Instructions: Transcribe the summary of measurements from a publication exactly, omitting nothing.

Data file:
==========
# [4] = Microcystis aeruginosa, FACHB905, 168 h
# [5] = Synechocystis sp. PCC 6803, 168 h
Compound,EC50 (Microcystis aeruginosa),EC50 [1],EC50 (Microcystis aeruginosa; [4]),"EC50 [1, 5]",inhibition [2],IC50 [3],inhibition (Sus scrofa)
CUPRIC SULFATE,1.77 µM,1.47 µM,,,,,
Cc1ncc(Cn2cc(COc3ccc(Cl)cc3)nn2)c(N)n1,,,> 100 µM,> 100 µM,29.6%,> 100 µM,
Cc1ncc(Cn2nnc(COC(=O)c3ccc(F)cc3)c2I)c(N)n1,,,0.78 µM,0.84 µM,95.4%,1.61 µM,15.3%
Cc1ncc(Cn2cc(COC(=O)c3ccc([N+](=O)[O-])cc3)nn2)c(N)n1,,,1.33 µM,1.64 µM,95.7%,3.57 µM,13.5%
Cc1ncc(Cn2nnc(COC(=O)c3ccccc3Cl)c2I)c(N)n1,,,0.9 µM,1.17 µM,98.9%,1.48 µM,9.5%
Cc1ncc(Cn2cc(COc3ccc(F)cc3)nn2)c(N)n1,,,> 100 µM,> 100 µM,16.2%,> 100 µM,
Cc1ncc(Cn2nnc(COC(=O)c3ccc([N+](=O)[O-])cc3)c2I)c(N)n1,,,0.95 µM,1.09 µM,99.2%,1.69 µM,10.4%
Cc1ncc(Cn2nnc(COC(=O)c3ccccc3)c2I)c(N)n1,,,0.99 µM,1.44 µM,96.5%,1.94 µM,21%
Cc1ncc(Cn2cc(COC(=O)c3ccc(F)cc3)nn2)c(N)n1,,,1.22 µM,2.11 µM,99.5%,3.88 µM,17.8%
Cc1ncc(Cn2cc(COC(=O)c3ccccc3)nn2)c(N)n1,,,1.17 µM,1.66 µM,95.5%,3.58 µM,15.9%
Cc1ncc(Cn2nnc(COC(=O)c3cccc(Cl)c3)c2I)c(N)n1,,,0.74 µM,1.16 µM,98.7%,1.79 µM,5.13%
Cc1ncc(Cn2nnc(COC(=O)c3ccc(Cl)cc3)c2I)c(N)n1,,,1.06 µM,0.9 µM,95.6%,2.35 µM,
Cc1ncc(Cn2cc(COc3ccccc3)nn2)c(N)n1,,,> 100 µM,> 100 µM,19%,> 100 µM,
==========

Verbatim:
# [4] = Microcystis aeruginosa, FACHB905, 168 h
# [5] = Synechocystis sp. PCC 6803, 168 h
Compound,EC50 (Microcystis aeruginosa),EC50 [1],EC50 (Microcystis aeruginosa; [4]),"EC50 [1, 5]",inhibition [2],IC50 [3],inhibition (Sus scrofa)
CUPRIC SULFATE,1.77 µM,1.47 µM,,,,,
Cc1ncc(Cn2cc(COc3ccc(Cl)cc3)nn2)c(N)n1,,,> 100 µM,> 100 µM,29.6%,> 100 µM,
Cc1ncc(Cn2nnc(COC(=O)c3ccc(F)cc3)c2I)c(N)n1,,,0.78 µM,0.84 µM,95.4%,1.61 µM,15.3%
Cc1ncc(Cn2cc(COC(=O)c3ccc([N+](=O)[O-])cc3)nn2)c(N)n1,,,1.33 µM,1.64 µM,95.7%,3.57 µM,13.5%
Cc1ncc(Cn2nnc(COC(=O)c3ccccc3Cl)c2I)c(N)n1,,,0.9 µM,1.17 µM,98.9%,1.48 µM,9.5%
Cc1ncc(Cn2cc(COc3ccc(F)cc3)nn2)c(N)n1,,,> 100 µM,> 100 µM,16.2%,> 100 µM,
Cc1ncc(Cn2nnc(COC(=O)c3ccc([N+](=O)[O-])cc3)c2I)c(N)n1,,,0.95 µM,1.09 µM,99.2%,1.69 µM,10.4%
Cc1ncc(Cn2nnc(COC(=O)c3ccccc3)c2I)c(N)n1,,,0.99 µM,1.44 µM,96.5%,1.94 µM,21%
Cc1ncc(Cn2cc(COC(=O)c3ccc(F)cc3)nn2)c(N)n1,,,1.22 µM,2.11 µM,99.5%,3.88 µM,17.8%
Cc1ncc(Cn2cc(COC(=O)c3ccccc3)nn2)c(N)n1,,,1.17 µM,1.66 µM,95.5%,3.58 µM,15.9%
Cc1ncc(Cn2nnc(COC(=O)c3cccc(Cl)c3)c2I)c(N)n1,,,0.74 µM,1.16 µM,98.7%,1.79 µM,5.13%
Cc1ncc(Cn2nnc(COC(=O)c3ccc(Cl)cc3)c2I)c(N)n1,,,1.06 µM,0.9 µM,95.6%,2.35 µM,
Cc1ncc(Cn2cc(COc3ccccc3)nn2)c(N)n1,,,> 100 µM,> 100 µM,19%,> 100 µM,